Can California parents move away with their kids after a divorce?

Following a divorce, custodial parents may still require permission from the other parent or court to move out of state with their children.

Following a divorce, employment opportunities, a want to be closer to family or just a desire to start fresh may push people to move away from California. For parents, however, there is more to making such a change than just deciding to move, packing up and hitting the road. If people are planning to relocate with their children, they may need to first obtain permission from the other parent or the court.

A presumptive right to move

Under state law, custodial parents in California have a presumed right to move away with their children. This does not mean, however, that they may simply up and go without notifying the other parent or the court. Custodial parents, whether they have shared or sole responsibility for their children, must provide 45-days notice prior to moving. If the non-custodial parent disputes the move, a court hearing may be held to determine if the relocation is in the best interests of the child.

Permission from the non-custodial parent

Perhaps the easiest path to relocation for custodial parents to obtain approval to move out of the state with their children is to get the permission of the other parent. In cases when both parents agree to the proposed relocation, they may come up with a modified agreement and complete and sign the appropriate forms on their own. After obtaining a signature from a family law judge and filing their forms with the court clerk, their modified custody arrangement goes into effect.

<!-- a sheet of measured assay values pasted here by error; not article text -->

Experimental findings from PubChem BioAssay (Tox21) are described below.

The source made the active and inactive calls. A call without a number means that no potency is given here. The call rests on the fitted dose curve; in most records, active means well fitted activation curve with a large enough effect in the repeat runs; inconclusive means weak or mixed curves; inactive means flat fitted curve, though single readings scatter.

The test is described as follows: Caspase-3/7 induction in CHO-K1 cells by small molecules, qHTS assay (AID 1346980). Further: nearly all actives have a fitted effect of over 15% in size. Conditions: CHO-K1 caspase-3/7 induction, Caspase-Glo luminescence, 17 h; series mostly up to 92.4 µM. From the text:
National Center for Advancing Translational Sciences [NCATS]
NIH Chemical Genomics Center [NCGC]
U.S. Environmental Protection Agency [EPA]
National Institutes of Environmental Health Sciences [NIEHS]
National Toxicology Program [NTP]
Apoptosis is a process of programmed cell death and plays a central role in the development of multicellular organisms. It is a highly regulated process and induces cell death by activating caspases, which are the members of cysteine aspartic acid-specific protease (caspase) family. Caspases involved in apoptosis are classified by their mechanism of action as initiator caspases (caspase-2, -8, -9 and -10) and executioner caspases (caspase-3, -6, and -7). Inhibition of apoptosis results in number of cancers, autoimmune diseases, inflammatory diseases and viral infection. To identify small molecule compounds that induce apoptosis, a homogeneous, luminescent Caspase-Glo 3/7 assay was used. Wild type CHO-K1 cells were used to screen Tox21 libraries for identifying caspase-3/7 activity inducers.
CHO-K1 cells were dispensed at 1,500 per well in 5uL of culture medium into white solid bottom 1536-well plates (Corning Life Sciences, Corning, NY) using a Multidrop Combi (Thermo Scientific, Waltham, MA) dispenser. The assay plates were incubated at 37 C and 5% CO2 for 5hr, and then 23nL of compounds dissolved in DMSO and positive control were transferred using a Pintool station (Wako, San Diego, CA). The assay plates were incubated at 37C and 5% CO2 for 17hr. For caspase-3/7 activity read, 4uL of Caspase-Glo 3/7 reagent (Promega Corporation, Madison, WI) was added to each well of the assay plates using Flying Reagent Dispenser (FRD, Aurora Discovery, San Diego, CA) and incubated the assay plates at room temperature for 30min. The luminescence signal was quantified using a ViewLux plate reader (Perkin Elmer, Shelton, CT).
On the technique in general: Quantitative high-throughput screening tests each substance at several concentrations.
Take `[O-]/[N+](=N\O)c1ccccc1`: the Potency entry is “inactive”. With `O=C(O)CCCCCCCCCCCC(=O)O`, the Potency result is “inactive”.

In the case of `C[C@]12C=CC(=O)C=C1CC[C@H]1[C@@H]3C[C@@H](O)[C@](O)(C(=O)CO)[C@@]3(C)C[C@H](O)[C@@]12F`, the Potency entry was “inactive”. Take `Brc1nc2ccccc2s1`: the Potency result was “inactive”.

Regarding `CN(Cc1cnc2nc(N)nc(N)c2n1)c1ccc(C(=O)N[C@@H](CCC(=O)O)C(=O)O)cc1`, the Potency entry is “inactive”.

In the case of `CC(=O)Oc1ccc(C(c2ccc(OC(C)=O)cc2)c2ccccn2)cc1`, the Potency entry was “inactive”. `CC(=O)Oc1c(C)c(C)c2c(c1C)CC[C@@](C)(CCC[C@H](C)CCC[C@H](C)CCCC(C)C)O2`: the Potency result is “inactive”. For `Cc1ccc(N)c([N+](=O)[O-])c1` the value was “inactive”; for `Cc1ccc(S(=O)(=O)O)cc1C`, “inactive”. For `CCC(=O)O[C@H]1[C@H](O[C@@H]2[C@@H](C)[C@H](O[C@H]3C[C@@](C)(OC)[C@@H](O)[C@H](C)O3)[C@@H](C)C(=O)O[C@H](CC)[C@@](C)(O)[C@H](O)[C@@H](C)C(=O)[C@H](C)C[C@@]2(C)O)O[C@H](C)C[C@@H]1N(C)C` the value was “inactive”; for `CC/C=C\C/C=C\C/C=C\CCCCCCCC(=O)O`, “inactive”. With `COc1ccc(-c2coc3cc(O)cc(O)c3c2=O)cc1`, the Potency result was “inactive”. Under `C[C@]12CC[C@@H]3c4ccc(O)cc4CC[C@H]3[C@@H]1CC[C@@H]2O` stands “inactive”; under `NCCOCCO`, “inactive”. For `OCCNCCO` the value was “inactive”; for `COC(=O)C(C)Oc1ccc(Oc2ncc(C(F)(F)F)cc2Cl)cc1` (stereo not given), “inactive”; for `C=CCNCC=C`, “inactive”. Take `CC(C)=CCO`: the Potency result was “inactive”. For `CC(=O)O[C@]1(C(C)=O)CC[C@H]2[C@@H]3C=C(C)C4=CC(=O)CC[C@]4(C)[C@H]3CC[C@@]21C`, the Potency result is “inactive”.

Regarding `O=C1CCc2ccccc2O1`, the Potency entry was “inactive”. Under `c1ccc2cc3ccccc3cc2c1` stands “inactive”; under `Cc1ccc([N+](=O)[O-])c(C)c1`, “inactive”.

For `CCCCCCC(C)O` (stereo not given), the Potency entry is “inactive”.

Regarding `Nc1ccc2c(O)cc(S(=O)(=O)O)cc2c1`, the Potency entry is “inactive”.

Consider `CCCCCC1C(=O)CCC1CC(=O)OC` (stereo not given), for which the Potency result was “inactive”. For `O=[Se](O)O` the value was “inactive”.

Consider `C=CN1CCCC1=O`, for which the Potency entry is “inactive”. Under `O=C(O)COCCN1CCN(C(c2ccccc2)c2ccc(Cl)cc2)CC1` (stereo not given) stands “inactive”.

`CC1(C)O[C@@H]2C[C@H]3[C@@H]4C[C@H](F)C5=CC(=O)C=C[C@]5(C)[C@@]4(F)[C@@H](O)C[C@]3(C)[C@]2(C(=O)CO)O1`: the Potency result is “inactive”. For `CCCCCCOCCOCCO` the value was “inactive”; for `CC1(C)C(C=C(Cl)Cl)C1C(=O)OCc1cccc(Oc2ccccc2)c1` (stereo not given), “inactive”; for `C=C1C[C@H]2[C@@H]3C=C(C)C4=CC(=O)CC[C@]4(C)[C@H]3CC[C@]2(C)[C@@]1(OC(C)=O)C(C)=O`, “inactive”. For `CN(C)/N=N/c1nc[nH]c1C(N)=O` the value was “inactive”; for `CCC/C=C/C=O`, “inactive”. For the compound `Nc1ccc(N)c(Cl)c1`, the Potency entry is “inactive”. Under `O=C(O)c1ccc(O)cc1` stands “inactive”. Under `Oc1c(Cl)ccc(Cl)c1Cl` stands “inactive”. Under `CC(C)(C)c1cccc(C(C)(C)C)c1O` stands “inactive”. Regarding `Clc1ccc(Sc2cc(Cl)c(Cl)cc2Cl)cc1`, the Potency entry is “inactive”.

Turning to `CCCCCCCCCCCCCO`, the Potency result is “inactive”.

Obtaining court approval

Sometimes, non-custodial parents are not amiable toward a proposed move. Thus, they may refuse consent and request the court refuse the move-away petition. In such situations, a hearing is held to determine whether the move is in the child's best interests. To make such decisions, judges adhere to the considerations established in In re the Marriage of Burgess. These include the following:

  • The child's age
  • The dependency of the child's sense of stability on the current custody arrangement
  • The distance of the proposed relocation
  • The parent-child relationships

In deciding whether a move may be detrimental to a child, the court may also take into account the relationship between the parents, and their ability to facility a continued relationship after the relocation. Provided the judge finds the move will not prejudice the child's rights or welfare, the custodial parent may be granted approval by the court.

Working with a lawyer

Navigating the complexities of California's custody and move-away rules can be challenging for parents on their own. Thus, parents who have sole physical custody and are planning to relocate, or people who are concerned the other parent is going to move away with their children, may benefit from seeking legal guidance. A lawyer may help them understand their rights and options, in addition to guiding them through the process of modifying their custody agreements.